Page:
41. S. J. Park, C. R. Chung, Y. K. Rhee, H. B. Lee, Y. C. Lee, and E. Y. Kweon, “Chronic pulmonary aspergillosis due to Aspergillus niger,” American Journal of Respiratory and Critical Care Medicine, vol. 186, no. 10, pp. e16–e17, 2012. View at: Publisher Site | Google Scholar
  42. L. A. Ramírez-Camejo, A. P. Torres-Ocampo, J. L. Agosto-Rivera, and P. Bayman, “An opportunistic human pathogen on the fly: Strains of Aspergillus flavus vary in virulence in Drosophila melanogaster,” Medical Mycology, vol. 52, no. 2, pp. 211–219, 2014. View at: Publisher Site | Google Scholar
  43. M. A. Klich, “Biogeography of Aspergillus species in soil and litter,” Mycologia, vol. 94, no. 1, pp. 21–27, 2002. View at: Publisher Site | Google Scholar
  44. W. M. Coutinho, N. D. Suassuna, C. M. Luz, F. A. Suinaga, and O. R. R. F. Silva, “Bole rot of sisal caused by Aspergillus niger in Brazil,” Fitopatologia Brasileira, vol. 31, no. 6, p. 605, 2006. View at: Publisher Site | Google Scholar
  45. R. S. Goswami, Y. Dong, and Z. K. Punja, “Host range and mycotoxin production by Fusarium equiseti isolates originating from ginseng fields,” Canadian Journal of Plant Pathology, vol. 30, no. 1, pp. 155–160, 2008. View at: Publisher Site | Google Scholar
  46. T. B. Bourret, E. K. Kramer, J. D. Rogers, and D. A. Glawe, “Isolation of Geotrichum candidum pathogenic to tomato (Solanum lycopersicum) in Washington state,” North American Fungi, vol. 8, no. 14, pp. 1–7, 2013. View at: Publisher Site | Google Scholar
  47. L.-J. Ma, D. M. Geiser, R. H. Proctor et al., “Fusarium pathogenomics,” Annual Review of Microbiology, vol. 67, pp. 399–416, 2013. View at: Publisher Site | Google Scholar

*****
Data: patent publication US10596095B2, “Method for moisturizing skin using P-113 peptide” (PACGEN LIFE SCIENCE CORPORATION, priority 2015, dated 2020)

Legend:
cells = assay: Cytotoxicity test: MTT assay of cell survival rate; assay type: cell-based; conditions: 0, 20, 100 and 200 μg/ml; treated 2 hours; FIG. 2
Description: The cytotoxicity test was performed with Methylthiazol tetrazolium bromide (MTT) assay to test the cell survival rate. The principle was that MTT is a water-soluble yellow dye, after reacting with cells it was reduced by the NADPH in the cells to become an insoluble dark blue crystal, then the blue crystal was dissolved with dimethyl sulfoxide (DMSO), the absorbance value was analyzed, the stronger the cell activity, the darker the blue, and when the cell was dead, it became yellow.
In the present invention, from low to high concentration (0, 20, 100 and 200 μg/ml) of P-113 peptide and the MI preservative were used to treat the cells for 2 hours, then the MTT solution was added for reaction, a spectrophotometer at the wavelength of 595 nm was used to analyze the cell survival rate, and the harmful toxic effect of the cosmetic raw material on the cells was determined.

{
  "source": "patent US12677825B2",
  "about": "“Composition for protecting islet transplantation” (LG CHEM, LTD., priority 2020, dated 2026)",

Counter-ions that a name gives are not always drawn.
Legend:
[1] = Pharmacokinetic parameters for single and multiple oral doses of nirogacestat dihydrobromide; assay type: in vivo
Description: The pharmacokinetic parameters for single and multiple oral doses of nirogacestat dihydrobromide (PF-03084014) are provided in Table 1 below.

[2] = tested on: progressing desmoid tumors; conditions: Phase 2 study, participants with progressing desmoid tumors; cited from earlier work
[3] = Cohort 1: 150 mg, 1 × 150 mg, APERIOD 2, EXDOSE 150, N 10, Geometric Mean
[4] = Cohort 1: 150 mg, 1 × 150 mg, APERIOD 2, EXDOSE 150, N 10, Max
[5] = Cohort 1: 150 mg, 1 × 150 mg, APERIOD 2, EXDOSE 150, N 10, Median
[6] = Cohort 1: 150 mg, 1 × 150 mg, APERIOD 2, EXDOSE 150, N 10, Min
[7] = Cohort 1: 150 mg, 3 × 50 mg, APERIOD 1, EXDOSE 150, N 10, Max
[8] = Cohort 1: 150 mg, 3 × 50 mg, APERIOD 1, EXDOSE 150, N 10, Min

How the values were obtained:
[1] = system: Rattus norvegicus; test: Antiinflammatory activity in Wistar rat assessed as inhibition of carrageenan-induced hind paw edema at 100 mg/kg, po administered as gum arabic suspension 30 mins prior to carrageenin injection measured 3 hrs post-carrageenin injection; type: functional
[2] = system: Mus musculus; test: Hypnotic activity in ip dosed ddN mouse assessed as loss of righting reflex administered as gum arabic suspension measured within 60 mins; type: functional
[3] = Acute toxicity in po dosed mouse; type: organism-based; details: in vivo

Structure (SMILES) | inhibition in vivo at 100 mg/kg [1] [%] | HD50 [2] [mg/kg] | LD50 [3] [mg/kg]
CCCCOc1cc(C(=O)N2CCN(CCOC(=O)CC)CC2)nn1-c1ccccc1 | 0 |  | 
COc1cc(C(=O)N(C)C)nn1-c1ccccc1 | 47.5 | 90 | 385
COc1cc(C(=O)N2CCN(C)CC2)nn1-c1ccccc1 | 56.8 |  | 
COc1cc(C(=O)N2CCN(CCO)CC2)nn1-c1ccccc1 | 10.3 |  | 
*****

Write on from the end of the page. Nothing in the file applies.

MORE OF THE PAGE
48. G. Barros, A. Torres, and S. Chulze, “Aspergillus flavus population isolated from soil of Argentina’s peanut-growing region. Sclerotia production and toxigenic profile,” Journal of the Science of Food and Agriculture, vol. 85, no. 14, pp. 2349–2353, 2005. View at: Publisher Site | Google Scholar
  49. L. A. Ramírez-Camejo and P. Bayman, Aspergillosis in the fruit fly Drosophila melanogaster as a model system, University of Puerto Rico Rio Piedras, 2015.

Copyright © 2017 Luis A. Ramírez-Camejo et al. This is an open access article distributed under the Creative Commons Attribution License, which permits unrestricted use, distribution, and reproduction in any medium, provided the original work is properly cited.

More related articles

 PDF Download Citation Citation
 Download other formatsMore
 Order printed copiesOrder

Related articles

We are committed to sharing findings related to COVID-19 as quickly as possible. We will be providing unlimited waivers of publication charges for accepted research articles as well as case reports and case series related to COVID-19. Review articles are excluded from this waiver policy. Sign up here as a reviewer to help fast-track new submissions.